French automaker Simca unveiled its compact family car, the Simca 1000 at the Paris Motor Show in 1961. Simca 1000 was a compact, rear engined, four-door saloon. It featured four wheel drum brakes, Gemmer worm and roller steering and 5.60 x 12 tyres. It was a compact car with a wheelbase of 86.6 inches, a length of 149.6 inches and a width of 58.3. The car was inexpensive, and at the time of launch, quite modern, with a brand-new inline-4 engine.
The original 944cc engine (45 hp) with bore and stroke of 68mm x 65mm was used from 1962 through until the end of production in 1978. Over the course of time, the 1000 was available in a number of versions featuring different equipment levels and variations of the original Type 315 engine. The low-specification version was sold as Simca 900, and it was later replaced by Simca 4CV (also marketed as Sim’4), powered by a 0.8 litre unit. On the other end of the range, the 1.1 L version from the larger Simca 1100 was added in 1969 (the Simca 1000 was marketed in the USA as Simca 1118). Finally, the 1.3 L version, used in the biggest Simca, the 1300, made its way to the little 1000 in the early 1970s. Apart from the standard manual transmission, some versions could be fitted with a three-speed semiautomatic developed by Ferodo.
Simca 1000 gathered immediate interest since its launch. By the beginning of 1962, 250 Simca 1000s were rolling off the assembly line every day and by the end 1962 Simca had sold more than 160,000 of the little cars. In 1962 Coupe 1000 Bertone and the SIMCA-Abarth 1150 were shown at the Geneva Salon and next year Simca 900 was introduced as a lower priced and equipped entry model in the range. Despite some changes in the model range during the years, Simca 1000 remained pretty much unchanged.
However by the end of the 1960′s sales started to drop. Therefore the decision was made to entirely renovate the 1000 line for 1969. The entire line finally benefited from a number of long awaited modifications. New front and rear styling was introduced giving the 1969 1000 a very up-to-date look. The front was visually enlarged with a larger grille, bumper and 7″ as opposed to 5” headlights. The front parking lights / blinkers were moved to a wrap-around position, low on each wing. At the rear, the round taillights were replaced by very contemporary trapezoidal ones. Wheel diameter increased from 12″ to 13″ (except the Sim’4 which retained 12″ for another year) and were half an inch wider. Radial ply tyres too made an appearance too.
The front suspension was reinforced and improved. Front disc brakes became available and the steering became rack & pinion instead of the former Gemmer worm-and-roller type. The steering column had a two-piece jointed safety shaft that allowed the shaft to bend instantly in the event of a front-end collision. The new, transverse mounted, multiple leaf front spring had one centre clamp which resulted in a softer ride. A front anti-roll bar was added as well. The rear suspension was greatly improved. A second outer universal joint was added on both rear axleshafts, to assure negative rear wheel camber at all times, resulting in a substantial improvement in lateral stability and in cornering.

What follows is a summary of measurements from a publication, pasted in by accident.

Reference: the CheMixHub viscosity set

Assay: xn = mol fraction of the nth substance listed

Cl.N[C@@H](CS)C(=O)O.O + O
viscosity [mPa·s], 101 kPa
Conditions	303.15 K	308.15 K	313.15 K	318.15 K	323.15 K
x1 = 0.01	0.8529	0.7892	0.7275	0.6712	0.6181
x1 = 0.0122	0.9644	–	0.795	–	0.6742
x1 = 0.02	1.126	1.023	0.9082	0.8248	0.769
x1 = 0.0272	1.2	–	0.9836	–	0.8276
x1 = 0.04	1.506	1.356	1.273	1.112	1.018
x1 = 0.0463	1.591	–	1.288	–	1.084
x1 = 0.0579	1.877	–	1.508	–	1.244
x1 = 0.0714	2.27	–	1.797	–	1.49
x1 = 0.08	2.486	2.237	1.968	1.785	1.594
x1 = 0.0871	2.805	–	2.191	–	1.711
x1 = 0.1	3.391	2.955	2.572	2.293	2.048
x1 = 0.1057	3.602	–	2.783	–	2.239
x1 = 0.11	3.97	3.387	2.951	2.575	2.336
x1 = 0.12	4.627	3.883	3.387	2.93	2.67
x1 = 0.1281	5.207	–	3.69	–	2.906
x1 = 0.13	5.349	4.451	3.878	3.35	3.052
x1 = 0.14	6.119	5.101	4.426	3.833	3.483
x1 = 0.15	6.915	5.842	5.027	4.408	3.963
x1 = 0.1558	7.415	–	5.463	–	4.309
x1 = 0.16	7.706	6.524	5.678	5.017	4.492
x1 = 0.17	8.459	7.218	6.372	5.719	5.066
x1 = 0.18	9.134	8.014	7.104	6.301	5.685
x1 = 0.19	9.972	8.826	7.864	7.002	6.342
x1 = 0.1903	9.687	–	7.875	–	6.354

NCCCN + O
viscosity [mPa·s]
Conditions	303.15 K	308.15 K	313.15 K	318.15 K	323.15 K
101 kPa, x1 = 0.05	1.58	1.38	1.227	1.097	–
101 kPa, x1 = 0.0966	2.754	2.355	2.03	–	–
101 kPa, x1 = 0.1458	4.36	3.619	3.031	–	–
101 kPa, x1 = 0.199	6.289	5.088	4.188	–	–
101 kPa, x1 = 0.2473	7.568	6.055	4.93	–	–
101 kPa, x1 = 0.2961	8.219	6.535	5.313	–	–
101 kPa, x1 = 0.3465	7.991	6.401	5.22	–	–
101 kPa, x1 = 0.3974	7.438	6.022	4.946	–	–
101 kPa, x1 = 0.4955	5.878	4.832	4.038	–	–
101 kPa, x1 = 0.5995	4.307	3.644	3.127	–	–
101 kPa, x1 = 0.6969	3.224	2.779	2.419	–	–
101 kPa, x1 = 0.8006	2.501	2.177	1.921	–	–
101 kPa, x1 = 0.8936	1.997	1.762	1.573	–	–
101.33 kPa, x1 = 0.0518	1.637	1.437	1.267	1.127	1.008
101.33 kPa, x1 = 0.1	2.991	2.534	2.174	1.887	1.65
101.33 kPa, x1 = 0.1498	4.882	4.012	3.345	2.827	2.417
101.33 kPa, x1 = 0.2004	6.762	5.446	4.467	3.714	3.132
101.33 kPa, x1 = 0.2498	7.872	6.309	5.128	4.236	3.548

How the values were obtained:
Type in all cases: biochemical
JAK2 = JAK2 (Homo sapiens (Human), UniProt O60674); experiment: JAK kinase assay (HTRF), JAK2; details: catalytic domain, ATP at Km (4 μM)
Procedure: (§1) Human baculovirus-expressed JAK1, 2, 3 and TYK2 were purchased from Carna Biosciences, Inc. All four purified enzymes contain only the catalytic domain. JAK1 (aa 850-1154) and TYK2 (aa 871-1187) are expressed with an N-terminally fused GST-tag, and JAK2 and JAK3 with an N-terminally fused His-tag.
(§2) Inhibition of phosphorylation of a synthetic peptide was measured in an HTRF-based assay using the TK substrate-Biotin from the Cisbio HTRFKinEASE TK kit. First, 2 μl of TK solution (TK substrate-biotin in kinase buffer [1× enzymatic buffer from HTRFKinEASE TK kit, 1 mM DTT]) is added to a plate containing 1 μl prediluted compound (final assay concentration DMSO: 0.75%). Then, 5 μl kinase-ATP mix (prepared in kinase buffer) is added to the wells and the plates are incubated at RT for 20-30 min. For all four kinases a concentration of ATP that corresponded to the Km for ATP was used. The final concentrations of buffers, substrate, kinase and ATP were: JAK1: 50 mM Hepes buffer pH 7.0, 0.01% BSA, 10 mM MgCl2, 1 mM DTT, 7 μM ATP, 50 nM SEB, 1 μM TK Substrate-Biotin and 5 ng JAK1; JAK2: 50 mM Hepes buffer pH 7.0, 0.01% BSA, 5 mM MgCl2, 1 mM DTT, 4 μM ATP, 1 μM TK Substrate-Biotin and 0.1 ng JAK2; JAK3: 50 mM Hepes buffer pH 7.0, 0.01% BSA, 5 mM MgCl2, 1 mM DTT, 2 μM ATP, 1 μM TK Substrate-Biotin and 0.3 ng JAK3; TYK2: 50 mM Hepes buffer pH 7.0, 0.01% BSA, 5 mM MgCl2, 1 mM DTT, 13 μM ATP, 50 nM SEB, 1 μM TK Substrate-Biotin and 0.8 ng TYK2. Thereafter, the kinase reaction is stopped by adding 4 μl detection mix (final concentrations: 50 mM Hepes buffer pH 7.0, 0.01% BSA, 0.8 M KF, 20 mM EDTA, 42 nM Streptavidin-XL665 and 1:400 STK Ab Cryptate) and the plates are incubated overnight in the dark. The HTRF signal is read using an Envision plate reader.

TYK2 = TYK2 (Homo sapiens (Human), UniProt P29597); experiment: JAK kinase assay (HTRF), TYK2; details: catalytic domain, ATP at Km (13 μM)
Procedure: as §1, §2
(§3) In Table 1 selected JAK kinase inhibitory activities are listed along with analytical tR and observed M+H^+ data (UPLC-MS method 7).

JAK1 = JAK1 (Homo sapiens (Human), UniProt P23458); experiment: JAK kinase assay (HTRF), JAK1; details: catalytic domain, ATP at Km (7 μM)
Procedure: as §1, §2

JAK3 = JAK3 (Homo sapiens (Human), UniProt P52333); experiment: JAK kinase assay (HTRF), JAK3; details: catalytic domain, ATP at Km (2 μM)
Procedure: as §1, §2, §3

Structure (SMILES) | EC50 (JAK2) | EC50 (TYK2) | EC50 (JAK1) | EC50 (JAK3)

The battery was moved to the front boot to improve weight distribution although that further reduced what precious little space there was for luggage. Stuff loaded into the boot was protected from battery spills by a sheet-metal surround and a heavy plastic cover. For 1969 the range was reduced to just three models: the Sim’4, the 1000 and the 1000 Special. All 1000’s carried the new 349 motors replacing the original 315 series. The 1000 Special had 50 hp engine and featured long-distance iodine driving lamps, a wood trimmed dashboard, sporty steering wheel and top speed of 89mph. Simca showed interest towards sporty automobiles and launched 1000 Rallye in 1970. It had a 1118cc engine (53 hp) in a Sim’4 shell. There were no hubcaps or grille, and was made all the more sporty with a matte black painted bonnet, sporty bucket driver’s seat and a unique dashboard with round, full instrumentation. Different variations of Rallye model stayed in production until 1978.
For 1975, the 1000 got a rejuvenated interior. The dashboard now had modern, round instruments. The door panels and headlining were also re-done. Only the LS retained four-wheel drum brakes. All models got a 35-amp alternator, replacing the anachronistic dynamo. In 1976 a larger oil pump and and anti-pollution equipment was installed. There were new colours inside and out. Two new 1000 SR models were introduced for just the one year. In March 1976, the 1000 Extra was unveiled in France as a Limited Edition model. It included as standard equipment special wheels, iodine headlights, long-distance driving lights, special tyres, tinted glass, velour seats and metallic paint. Buyers could also choose between a sunroof or a radio. The Extra was available in blue, brown or grey.
The production of small, rear-engined cars was near the end and in 1977 the Simca 1000 was replaced by the 1005 and 1006. These two new cars weren’t really new automobiles but facelifted 1000s. At the front, huge rectangular headlamps were located in a huge matt black plastic grille and the bonnet was given a smoother line. Both models included as standard radial ply tyres, heated rear window, slightly higher rear bumper and dual circuit braking. The 1005 LS was the base model including a folding rear seat, the optional Automatique transmission and a 944cc, 40 hp engine. In France, the 1005 LS De Luxe replaced the 1005 LS in January 1978 and featured metallic paint, tinted glass, long-distance driving lights and velour upholstery. A more luxurious 1006 LS De Luxe featured metallic paint, tinted glass, velour upholstery, folding rear seat as standard and, at last, a radio!
After almost two million cars made, the production of the rear engined Simca 1000 ended in 1978.